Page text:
So I think you’ve just got to sit it out…You try to trigger something in people to get them to tell a story. That’s how this particular interview picked up. The person who did the interviewing asked about a specific story, something like ‘tell me the story of this.’ It started slow but eventually the person who was being interviewed just took off and it became this beautiful vivid story.
So it’s all about finding something that people want to talk about and asking them to tell stories. And that’s the beautiful thing about the South too. I think (UNC history professor and senior associate director of the Center for the Study of the American South) Bill Ferris totally nailed it on the head when he said that the story is the answer to your question.
DTH: What is it about food that gets people to share those stories?
SW: Well, I can think of an example from one of my previous oral histories. There was a project I did in Atlanta about women farming in and around Atlanta…There was a woman named Jenny Jackson and she grew up on this farm. Her parents moved to Pine Mountain, about an hour and fifteen minutes south of Atlanta…She decided she wanted to farm and had always wanted to do something with the land. So she went off and did her thing and she came back with her husband and started a small, very diverse farm.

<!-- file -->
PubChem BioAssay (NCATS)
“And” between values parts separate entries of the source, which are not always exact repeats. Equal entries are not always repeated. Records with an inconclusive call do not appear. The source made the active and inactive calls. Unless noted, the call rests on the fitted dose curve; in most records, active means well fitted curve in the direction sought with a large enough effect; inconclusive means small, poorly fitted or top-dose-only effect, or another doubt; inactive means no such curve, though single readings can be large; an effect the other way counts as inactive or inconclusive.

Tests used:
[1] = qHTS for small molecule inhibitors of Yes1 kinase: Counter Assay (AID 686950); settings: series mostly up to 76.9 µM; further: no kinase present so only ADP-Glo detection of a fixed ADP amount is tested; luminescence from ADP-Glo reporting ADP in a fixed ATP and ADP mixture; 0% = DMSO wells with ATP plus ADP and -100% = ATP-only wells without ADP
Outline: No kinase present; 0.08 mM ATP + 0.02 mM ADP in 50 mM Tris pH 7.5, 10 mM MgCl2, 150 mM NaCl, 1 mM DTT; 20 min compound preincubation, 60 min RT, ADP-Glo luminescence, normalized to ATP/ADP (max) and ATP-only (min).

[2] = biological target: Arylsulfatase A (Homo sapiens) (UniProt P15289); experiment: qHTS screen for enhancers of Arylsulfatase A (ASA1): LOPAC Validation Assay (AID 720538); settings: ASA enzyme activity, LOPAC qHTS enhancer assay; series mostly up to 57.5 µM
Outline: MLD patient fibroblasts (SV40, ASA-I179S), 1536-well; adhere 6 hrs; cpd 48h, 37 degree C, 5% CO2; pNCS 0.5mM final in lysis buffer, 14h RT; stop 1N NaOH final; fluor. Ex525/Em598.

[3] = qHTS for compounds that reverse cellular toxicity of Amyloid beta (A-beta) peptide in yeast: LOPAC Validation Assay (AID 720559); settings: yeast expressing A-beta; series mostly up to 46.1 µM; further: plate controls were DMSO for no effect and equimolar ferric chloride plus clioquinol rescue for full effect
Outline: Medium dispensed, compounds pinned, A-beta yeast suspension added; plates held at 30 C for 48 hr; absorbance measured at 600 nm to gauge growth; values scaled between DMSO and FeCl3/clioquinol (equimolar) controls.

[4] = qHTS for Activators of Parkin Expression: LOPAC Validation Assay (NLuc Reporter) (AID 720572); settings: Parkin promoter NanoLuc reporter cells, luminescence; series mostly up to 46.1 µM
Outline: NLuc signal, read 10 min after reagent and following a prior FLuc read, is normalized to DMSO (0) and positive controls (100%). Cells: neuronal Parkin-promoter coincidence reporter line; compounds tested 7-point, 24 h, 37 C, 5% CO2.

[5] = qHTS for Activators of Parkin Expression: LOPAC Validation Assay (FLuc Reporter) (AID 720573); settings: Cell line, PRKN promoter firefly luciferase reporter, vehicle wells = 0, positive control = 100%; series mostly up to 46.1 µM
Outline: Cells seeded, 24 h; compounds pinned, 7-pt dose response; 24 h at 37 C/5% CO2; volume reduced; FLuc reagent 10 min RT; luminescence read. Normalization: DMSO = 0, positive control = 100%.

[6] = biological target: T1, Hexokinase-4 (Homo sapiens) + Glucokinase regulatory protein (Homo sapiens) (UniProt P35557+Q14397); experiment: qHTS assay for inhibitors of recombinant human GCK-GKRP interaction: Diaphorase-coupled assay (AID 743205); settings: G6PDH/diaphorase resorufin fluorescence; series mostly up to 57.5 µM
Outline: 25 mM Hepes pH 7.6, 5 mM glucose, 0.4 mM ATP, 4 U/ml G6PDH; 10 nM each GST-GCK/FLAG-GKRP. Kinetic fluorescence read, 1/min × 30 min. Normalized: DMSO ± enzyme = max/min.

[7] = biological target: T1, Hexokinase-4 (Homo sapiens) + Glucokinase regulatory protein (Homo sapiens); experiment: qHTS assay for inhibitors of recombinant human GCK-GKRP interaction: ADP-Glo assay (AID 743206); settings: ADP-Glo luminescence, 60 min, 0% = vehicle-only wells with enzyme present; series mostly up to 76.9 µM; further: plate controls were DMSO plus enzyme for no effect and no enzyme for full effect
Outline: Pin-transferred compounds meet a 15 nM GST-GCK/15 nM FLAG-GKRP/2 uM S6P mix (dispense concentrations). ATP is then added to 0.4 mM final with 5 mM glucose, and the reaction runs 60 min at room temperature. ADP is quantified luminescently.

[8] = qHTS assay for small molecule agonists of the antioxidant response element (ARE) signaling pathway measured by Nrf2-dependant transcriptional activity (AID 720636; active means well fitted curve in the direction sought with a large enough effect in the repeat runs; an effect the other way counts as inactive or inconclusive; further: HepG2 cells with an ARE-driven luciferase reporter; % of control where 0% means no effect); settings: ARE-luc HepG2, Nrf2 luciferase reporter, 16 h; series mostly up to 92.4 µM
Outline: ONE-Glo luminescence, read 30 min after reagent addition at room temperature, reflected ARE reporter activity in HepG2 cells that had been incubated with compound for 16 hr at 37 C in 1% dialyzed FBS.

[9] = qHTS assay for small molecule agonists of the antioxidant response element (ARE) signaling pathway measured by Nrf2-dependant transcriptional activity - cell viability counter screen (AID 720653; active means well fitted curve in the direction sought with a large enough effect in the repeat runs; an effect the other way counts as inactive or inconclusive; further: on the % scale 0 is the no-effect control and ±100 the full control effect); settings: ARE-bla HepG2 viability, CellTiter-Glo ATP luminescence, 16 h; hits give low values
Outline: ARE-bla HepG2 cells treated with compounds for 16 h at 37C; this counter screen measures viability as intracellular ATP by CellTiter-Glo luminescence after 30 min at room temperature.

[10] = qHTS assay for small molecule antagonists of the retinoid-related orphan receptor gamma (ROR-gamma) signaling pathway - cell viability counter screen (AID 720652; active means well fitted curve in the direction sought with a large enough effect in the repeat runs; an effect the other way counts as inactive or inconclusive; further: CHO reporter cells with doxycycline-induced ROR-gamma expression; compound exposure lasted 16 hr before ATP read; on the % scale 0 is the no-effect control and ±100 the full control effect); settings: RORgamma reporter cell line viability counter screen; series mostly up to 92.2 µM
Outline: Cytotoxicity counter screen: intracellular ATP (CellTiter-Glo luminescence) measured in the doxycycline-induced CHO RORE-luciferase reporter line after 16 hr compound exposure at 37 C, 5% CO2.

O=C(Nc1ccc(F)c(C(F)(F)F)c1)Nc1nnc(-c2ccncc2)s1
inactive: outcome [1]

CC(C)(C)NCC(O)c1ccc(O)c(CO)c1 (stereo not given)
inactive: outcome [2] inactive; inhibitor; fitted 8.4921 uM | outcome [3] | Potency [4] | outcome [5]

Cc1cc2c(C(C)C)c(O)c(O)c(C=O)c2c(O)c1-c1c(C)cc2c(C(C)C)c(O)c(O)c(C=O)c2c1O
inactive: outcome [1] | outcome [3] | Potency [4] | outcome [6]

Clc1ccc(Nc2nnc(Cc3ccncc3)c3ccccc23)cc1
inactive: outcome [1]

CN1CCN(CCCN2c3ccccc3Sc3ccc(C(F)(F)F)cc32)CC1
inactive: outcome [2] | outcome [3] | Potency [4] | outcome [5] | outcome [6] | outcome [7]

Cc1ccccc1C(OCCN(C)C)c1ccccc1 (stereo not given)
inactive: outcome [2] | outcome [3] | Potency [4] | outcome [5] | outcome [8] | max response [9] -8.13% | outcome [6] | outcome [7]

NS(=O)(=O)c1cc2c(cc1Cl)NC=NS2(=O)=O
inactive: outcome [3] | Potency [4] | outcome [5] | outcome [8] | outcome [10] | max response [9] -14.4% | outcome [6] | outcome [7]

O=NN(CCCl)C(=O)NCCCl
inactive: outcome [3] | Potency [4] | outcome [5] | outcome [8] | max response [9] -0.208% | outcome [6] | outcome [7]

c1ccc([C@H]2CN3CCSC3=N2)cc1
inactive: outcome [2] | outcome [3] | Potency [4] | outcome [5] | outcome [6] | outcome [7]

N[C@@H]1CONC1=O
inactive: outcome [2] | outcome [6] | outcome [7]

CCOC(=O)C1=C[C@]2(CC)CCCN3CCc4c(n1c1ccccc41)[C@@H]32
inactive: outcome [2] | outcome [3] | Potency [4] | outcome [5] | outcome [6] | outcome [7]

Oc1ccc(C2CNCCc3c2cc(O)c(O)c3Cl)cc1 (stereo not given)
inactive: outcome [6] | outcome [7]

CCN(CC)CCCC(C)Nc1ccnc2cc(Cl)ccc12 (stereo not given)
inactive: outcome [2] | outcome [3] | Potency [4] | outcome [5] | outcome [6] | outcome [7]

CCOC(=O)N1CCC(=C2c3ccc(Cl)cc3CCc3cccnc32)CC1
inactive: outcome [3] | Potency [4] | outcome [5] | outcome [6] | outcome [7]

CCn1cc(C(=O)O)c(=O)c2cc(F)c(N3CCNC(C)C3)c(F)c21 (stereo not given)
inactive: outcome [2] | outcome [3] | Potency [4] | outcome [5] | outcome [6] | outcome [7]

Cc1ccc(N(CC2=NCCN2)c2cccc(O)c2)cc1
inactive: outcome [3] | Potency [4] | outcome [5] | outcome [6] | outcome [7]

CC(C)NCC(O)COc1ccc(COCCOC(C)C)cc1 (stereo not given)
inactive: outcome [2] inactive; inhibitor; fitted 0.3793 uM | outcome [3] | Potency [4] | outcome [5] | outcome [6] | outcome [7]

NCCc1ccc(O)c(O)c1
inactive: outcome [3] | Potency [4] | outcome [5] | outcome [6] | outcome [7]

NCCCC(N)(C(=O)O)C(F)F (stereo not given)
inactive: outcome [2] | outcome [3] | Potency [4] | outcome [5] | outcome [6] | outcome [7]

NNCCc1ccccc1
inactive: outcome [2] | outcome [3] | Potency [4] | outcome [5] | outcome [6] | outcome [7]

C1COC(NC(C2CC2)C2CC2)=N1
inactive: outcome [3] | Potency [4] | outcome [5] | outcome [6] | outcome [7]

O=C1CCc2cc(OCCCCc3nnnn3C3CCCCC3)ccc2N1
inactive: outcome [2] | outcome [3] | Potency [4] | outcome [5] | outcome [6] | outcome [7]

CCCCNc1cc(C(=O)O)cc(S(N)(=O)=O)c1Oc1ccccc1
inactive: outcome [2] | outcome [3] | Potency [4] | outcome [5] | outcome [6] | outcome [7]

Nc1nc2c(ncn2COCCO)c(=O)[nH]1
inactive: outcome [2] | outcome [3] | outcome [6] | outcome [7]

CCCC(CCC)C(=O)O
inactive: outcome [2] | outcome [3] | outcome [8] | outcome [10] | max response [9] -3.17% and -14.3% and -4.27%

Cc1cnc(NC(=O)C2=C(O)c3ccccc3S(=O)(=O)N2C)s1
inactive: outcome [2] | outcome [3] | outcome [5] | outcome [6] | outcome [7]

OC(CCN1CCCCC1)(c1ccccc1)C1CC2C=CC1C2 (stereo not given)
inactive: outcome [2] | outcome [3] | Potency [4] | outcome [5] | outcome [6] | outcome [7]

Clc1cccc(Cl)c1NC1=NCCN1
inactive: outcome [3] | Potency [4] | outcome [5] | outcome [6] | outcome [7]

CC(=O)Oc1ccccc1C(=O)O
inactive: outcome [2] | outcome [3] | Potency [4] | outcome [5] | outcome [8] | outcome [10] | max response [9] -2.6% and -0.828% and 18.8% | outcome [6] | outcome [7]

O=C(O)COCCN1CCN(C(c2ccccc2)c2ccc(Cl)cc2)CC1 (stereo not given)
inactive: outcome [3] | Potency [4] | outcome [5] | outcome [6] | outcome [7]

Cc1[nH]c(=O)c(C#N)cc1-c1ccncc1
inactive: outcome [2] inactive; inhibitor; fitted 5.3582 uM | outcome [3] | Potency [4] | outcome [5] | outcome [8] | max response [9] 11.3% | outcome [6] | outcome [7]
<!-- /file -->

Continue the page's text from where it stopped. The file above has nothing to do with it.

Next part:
I was asking her about growing up in this particular place because she’s one of the people I interviewed who had always had a connection to the land… I asked her about what her experience was growing up and we’re talking about farming, but she talks about inheriting her grandfather’s biscuit bowl, the bowl he always made the biscuits in. Then she went on to explain how his hands looked when they were making the biscuits and what he put in those biscuits and what those biscuits meant on Sunday morning when everybody sat down.
It’s so interesting because there’s a very intimate relationship we have with food. I mean, it sustains us. But especially when you’re talking about Southern food, there are all these influences and everyone has their own way of doing things.